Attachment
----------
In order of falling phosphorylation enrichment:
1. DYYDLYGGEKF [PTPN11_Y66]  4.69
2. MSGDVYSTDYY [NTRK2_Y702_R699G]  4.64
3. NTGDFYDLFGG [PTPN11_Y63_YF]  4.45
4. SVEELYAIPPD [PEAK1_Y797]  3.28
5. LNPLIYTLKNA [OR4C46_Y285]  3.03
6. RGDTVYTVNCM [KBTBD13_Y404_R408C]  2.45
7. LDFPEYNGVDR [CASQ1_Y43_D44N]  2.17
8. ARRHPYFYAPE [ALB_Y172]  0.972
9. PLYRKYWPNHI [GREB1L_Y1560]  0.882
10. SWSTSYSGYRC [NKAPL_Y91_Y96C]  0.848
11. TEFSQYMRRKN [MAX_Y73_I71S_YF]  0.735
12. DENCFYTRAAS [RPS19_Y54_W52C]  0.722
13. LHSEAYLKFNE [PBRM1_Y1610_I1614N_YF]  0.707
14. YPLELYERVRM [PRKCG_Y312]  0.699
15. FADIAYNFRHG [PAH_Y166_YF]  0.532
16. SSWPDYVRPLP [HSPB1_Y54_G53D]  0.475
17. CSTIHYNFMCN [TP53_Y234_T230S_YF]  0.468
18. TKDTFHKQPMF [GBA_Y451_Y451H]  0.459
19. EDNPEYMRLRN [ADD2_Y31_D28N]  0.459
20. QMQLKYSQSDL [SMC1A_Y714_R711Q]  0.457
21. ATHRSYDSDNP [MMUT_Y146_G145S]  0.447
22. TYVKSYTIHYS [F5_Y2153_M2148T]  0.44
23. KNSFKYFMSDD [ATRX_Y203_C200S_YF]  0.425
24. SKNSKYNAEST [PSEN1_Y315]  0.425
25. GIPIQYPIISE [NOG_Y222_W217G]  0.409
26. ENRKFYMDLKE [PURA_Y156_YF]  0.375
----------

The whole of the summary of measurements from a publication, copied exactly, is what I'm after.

In order of falling phosphorylation enrichment:
1. DYYDLYGGEKF [PTPN11_Y66]  4.69
2. MSGDVYSTDYY [NTRK2_Y702_R699G]  4.64
3. NTGDFYDLFGG [PTPN11_Y63_YF]  4.45
4. SVEELYAIPPD [PEAK1_Y797]  3.28
5. LNPLIYTLKNA [OR4C46_Y285]  3.03
6. RGDTVYTVNCM [KBTBD13_Y404_R408C]  2.45
7. LDFPEYNGVDR [CASQ1_Y43_D44N]  2.17
8. ARRHPYFYAPE [ALB_Y172]  0.972
9. PLYRKYWPNHI [GREB1L_Y1560]  0.882
10. SWSTSYSGYRC [NKAPL_Y91_Y96C]  0.848
11. TEFSQYMRRKN [MAX_Y73_I71S_YF]  0.735
12. DENCFYTRAAS [RPS19_Y54_W52C]  0.722
13. LHSEAYLKFNE [PBRM1_Y1610_I1614N_YF]  0.707
14. YPLELYERVRM [PRKCG_Y312]  0.699
15. FADIAYNFRHG [PAH_Y166_YF]  0.532
16. SSWPDYVRPLP [HSPB1_Y54_G53D]  0.475
17. CSTIHYNFMCN [TP53_Y234_T230S_YF]  0.468
18. TKDTFHKQPMF [GBA_Y451_Y451H]  0.459
19. EDNPEYMRLRN [ADD2_Y31_D28N]  0.459
20. QMQLKYSQSDL [SMC1A_Y714_R711Q]  0.457
21. ATHRSYDSDNP [MMUT_Y146_G145S]  0.447
22. TYVKSYTIHYS [F5_Y2153_M2148T]  0.44
23. KNSFKYFMSDD [ATRX_Y203_C200S_YF]  0.425
24. SKNSKYNAEST [PSEN1_Y315]  0.425
25. GIPIQYPIISE [NOG_Y222_W217G]  0.409
26. ENRKFYMDLKE [PURA_Y156_YF]  0.375